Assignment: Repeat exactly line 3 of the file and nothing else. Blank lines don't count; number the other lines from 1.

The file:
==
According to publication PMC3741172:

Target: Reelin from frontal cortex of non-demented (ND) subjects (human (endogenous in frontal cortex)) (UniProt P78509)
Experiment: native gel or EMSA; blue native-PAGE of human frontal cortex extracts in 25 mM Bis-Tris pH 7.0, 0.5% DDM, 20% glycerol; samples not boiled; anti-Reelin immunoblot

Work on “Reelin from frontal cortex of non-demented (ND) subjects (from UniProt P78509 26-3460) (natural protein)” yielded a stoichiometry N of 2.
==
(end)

Experiment: native gel or EMSA; blue native-PAGE of human frontal cortex extracts in 25 mM Bis-Tris pH 7.0, 0.5% DDM, 20% glycerol; samples not boiled; anti-Reelin immunoblot